Recovered Ryan Lochte ready for full slate at Nationals

Ryan Lochte
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IRVINE, Calif. — Ryan Lochte makes statements with his swimming and his fashion. When the 11-time Olympic medalist showed up at the U.S. Swimming Championships pool on Tuesday, his white T-shirt did a lot of talking.

“If you have a lane,” it read across his chest.

“You have a shot,” across the back.

That’s been an issue for Lochte since he won four medals, three golds, at the season-climaxing World Championships in Barcelona last summer. Three months later, he tore his left MCL and sprained his ACL after a teenage girl ran to him, he caught her and they both fell on Nov. 2.

Lochte, who switched training bases from Gainesville, Fla., to Charlotte one month before the mishap, has raced sparingly since. He returned too quickly for a meet in February and then found out he retore the knee in April.

The fun-loving newly minted 30-year-old opened his pre-meet press conference with the following straight-faced statement:

“My knee has been hurting a lot lately, and I think I’m going to pull out of Nationals and just call it an end of the year,” he said, pausing only slightly for effect. “No, just joking.”

Lochte has his usual full slate of events lined up for the U.S. Championships beginning Wednesday, a qualifying meet for the the two biggest international meets between now and the Rio 2016 Olympics. Those are the Pan Pacific Championships, Aug. 21-24 in Gold Coast, Australia, and the 2015 World Championships in Kazan, Russia.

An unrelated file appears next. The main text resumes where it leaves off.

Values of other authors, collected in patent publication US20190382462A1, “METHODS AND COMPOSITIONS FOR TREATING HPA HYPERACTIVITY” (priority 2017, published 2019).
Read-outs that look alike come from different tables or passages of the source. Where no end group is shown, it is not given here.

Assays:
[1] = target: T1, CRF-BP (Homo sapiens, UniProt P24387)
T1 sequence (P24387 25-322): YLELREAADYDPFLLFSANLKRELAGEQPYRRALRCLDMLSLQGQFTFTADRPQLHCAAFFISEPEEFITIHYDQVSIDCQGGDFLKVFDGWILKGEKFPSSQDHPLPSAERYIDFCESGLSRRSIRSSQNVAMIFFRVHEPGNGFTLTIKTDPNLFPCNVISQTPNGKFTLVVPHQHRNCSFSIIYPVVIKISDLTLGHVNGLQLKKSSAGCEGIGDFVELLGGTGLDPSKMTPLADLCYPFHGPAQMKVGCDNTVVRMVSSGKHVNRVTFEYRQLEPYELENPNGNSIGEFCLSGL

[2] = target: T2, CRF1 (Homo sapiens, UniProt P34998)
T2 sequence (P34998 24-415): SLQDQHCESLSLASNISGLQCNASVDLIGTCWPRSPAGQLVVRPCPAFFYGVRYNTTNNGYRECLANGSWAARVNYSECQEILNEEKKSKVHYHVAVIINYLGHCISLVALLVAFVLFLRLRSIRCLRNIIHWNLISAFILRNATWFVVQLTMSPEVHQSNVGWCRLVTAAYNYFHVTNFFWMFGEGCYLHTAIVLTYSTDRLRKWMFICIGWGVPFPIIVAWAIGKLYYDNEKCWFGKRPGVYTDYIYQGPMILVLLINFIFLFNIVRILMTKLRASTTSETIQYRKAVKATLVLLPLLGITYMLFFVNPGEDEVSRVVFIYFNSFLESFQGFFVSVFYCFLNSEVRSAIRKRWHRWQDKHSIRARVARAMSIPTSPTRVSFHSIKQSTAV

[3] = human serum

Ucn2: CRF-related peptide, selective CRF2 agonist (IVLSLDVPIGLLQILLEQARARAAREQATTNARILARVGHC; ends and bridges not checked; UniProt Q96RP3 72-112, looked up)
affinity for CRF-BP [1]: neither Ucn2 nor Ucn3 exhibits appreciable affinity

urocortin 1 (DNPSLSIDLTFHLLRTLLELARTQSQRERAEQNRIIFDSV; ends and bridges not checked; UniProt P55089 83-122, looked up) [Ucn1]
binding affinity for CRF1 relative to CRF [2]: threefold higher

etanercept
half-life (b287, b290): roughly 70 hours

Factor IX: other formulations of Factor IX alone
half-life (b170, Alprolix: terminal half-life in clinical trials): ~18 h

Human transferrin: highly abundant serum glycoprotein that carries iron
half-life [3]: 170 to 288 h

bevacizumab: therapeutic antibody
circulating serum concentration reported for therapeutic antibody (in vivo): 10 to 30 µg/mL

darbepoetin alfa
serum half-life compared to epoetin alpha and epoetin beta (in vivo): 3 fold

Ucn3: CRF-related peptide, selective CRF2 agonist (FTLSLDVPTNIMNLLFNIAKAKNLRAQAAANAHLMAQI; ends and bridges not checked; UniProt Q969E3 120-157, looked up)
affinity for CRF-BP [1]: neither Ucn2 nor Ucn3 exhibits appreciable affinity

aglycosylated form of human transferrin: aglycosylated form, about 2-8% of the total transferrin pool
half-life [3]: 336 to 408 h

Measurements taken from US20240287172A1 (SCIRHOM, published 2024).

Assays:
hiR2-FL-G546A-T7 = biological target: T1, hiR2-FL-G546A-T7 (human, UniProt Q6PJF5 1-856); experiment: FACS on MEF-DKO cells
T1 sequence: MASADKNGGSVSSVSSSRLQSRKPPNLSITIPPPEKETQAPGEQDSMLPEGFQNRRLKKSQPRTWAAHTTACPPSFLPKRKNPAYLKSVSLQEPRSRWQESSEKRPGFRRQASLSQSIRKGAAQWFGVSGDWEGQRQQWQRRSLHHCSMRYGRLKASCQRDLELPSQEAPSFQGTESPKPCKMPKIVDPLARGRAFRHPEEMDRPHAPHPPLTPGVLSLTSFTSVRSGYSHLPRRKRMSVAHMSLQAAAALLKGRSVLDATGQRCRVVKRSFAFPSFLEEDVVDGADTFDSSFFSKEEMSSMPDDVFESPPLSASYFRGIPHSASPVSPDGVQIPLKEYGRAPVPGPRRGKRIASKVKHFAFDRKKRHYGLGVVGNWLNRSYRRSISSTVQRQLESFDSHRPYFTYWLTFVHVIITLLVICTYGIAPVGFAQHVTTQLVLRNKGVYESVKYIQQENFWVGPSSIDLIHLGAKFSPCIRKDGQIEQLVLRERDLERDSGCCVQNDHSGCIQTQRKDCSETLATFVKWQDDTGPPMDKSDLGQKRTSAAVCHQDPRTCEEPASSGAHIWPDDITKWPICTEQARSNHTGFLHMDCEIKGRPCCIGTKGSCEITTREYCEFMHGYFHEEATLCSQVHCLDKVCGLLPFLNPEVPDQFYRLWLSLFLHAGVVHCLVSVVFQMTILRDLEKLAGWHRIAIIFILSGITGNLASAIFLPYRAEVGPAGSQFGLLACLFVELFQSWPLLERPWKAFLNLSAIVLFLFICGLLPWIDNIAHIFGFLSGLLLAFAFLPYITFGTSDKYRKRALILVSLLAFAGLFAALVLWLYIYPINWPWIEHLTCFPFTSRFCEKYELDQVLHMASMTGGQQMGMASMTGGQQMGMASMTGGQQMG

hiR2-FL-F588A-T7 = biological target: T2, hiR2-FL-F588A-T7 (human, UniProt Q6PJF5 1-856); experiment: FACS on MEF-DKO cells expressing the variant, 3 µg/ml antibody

He’s entered in six events, including all four that Michael Phelps plans to swim.

Truthfully, Lochte said his knee is 100 percent. He raced at a meet in July for the first time in three months, swimming against Phelps in three finals and getting beaten by Phelps in all three.

That return came as a shock to doctors. Lochte wasn’t expected to get back into the pool until a couple weeks ago, but he’s been swimming for two months.

“They said I should be in like a science book because of the way I recovered so quickly,” Lochte said.

Lochte said in April that he considered retiring during grueling injury rehab and the toughest several-month stretch of his career, which spans three Olympics. It was Phelps’ return from a 20-month break that helped motivate him to come back.

Lochte expanded on the rough times Tuesday.

“My body is not getting any younger, I’m falling apart,” said Lochte, the sixth-oldest swimmer out of nearly 1,000 at this week’s meet. “So there was a lot of doubt of ever being the same swimmer, but you know, everything happens for a reason, and maybe this is a blessing in disguise. Maybe this is what I needed. Maybe this is the rest I needed going into 2016.”

Will Rio de Janeiro be ready for 2016 Olympics?

12-year-old skateboarders earn medals at world championships

Chloe Covell
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At the world skateboarding championships, 12-year-olds Chloe Covell from Australia and Onodera Ginwoo from Japan earned silver and bronze medals, respectively, in Sunday’s street finals.